Thursday, 27 August 2020

Getting out of the rut: An unusual COVID-19 staycation plan

I’m staying put. I’ve stopped translation work for the summer break, and in usual circumstances there would have been endless possibilities as to what to do. My two children are enjoying a whale of a time in Germany with their two cousins, other members of my family and their friends in the village where I grew up, and my husband has headed over to Germany to stay with his mum for a bit, before he’ll travel back to the UK with our children. Until then, I’ll have plenty of time to myself.

With the pandemic still wreaking havoc across the globe, I don’t feel like going on holiday right now. I decided not to travel to Germany with my husband as I’d seen my family there only a few weeks ago. I’d have loved to explore Scotland further this year, and I am still keen to visit Milan. I’m also generally not a beach-and-hot-and-sunny-weather person at all, so am always relieved anyway whenever the beach holiday option is not on the table. So I’ve decided to stay put. I feel safe at home. I enjoy being at home.



Working hard, resting hard 

How to fill a COVID-19-induced staycation? I came up with an unusual plan: I’d both indulge in holiday-type activities on the one hand, and work on my business on the other hand, and I’d do this on alternate days! When I mentioned to my brother-in-law what I was up to, he remarked – perhaps rightly so – that it sounded like this wasn’t going to be a holiday at all. Fair enough, and yes, it certainly wouldn’t feel like a normal holiday. Yet, in these strange times what of anything that we all currently do feels normal?

I’d realised I was really craving this time to be spent at home in this way, so I could work on my business (rather than just in it!). I’d been neglecting this side of running a freelance translation business for what felt far too long. No doubt at the end of it I’d feel glad to have taken this staycation not just to relax, but also to achieve something that would catapult me slightly forward in my job. Get me out of the recent rut. And help me adjust the direction I was heading in with my business.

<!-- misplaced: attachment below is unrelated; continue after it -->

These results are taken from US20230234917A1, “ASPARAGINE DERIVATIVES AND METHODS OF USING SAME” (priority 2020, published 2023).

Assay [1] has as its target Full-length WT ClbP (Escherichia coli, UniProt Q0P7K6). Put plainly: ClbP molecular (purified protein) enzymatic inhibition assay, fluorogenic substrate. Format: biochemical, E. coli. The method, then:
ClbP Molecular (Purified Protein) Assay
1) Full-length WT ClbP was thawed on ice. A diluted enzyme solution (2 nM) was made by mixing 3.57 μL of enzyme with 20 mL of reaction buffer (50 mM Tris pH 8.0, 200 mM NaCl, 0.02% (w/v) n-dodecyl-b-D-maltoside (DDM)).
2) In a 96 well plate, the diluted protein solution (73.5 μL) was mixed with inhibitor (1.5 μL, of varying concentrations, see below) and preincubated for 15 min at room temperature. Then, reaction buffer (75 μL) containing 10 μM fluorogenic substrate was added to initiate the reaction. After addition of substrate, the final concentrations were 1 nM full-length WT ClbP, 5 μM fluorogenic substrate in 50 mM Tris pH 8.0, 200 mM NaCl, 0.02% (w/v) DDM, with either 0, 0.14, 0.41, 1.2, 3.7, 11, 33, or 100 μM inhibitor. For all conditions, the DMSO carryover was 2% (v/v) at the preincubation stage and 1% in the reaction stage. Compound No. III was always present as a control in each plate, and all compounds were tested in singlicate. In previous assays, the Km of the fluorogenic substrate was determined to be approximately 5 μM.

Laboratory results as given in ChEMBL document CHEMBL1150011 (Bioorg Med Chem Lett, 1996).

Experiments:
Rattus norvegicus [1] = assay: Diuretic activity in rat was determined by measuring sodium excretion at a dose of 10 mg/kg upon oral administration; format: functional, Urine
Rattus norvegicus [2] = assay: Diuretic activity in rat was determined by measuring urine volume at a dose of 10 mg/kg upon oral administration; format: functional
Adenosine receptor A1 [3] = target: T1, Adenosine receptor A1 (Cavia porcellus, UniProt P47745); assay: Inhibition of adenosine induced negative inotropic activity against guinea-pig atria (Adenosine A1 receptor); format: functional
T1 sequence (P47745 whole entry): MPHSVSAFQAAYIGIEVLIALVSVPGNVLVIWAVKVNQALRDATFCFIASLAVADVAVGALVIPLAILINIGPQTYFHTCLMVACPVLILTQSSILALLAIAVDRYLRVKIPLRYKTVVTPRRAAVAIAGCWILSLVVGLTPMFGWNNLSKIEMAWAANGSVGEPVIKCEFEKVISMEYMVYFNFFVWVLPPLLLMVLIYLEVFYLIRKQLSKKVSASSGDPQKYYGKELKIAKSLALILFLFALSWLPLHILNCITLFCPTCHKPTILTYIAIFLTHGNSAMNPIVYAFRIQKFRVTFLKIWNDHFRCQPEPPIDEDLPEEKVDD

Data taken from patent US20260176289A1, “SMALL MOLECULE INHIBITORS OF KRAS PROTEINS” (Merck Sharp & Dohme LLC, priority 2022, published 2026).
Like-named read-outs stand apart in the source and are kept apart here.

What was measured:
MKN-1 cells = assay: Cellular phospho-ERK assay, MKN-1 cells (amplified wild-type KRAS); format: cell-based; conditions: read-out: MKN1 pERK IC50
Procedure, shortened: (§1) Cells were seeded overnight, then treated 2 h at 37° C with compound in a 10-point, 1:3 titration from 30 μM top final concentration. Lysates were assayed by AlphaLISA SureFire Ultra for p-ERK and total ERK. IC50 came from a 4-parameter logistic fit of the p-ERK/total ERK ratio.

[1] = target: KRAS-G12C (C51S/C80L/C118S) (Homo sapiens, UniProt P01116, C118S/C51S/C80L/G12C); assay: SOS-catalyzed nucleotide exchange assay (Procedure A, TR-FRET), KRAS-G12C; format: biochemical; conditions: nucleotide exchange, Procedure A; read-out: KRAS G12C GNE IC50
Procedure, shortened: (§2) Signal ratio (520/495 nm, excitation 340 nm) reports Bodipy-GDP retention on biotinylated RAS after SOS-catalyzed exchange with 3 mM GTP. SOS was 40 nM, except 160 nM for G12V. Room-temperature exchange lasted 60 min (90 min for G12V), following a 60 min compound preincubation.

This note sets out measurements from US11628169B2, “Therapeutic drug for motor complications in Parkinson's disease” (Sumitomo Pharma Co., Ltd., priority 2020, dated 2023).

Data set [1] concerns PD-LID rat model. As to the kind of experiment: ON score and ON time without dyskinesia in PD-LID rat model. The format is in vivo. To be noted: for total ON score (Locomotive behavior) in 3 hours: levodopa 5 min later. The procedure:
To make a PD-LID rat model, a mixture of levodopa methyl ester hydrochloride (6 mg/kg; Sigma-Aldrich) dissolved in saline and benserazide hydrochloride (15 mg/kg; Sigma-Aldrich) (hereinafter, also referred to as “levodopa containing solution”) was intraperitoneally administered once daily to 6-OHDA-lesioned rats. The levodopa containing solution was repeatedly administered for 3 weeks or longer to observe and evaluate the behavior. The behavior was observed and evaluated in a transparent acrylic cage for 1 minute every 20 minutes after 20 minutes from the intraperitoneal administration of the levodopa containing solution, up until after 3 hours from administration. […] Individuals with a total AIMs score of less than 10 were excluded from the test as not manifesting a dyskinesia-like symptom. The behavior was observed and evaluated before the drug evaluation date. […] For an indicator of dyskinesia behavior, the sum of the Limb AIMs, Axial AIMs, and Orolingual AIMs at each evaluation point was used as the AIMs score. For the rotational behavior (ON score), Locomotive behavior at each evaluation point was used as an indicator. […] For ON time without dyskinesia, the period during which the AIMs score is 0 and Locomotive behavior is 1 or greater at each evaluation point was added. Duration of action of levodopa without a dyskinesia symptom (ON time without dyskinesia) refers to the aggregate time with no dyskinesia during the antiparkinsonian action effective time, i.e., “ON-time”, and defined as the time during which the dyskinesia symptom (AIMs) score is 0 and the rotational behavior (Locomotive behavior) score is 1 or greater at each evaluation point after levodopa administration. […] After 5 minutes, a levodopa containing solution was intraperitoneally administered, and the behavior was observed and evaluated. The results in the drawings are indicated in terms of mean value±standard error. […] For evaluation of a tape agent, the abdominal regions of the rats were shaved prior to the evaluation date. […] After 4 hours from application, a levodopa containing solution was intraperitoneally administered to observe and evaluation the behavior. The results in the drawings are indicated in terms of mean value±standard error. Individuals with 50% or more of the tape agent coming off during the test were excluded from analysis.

A theme for each working-on-my-business day 

I gave each of my working-on-my-business days a theme (but would quickly realise that just one day wasn’t going to be enough!): on my “website day” I’d carry on revamping my website. My “marketing day” would be dedicated to updating my CV, sketching out my next marketing campaign etc. On my “tools and software day” I’d familiarise myself with the latest version of memoQ, my translation software, and explore new tools (to be described in my next blog post). Another day would simply be a “decluttering day”, on which I’d tidy up my hard drives and cloud storage spaces, sort browser bookmarks etc. So far, so good.


The luxury of having plenty of time and living slowly 

Every second day, by contrast, would be reserved for holiday-type activities: participating in Jala Flow Yoga live sessions via Zoom at 9.30 a.m. on weekdays (Hatha yoga, Vinyasa Flow yoga and Yin yoga to choose from). Losing myself in a good book (such as currently “The Salt Path” by Raynor Winn). Having a massage. Writing blog articles. Meeting a friend for a socially distanced walk in the park. Listening to YouTube videos. Cycling to Bath to sit in a café. Having plenty of time to sit outside on the patio and read the newspaper. Simple pleasures.

With the pandemic still raging and posing a massive threat, we’ve probably all thought twice about what would be appropriate for us holiday-wise this year. And pandemic considerations aside, there also is something to be said for not splashing out, even if we could afford it, as I read in a minimalism-related article recently. It was a thought I felt I could relate to: living simply and not just within, but perhaps even under our means can make a difference to how we perceive what we experience, whether during a staycation or at other times.

This year, the year in which COVID-19 struck, I’m adhering to an unusual holiday plan that will do not just me, but also my business good. It’s designed to help me adjust the direction I’m heading in with my business. But it is also giving me ample time to engage in activities that I would probably have pursued on a “normal” holiday anyway.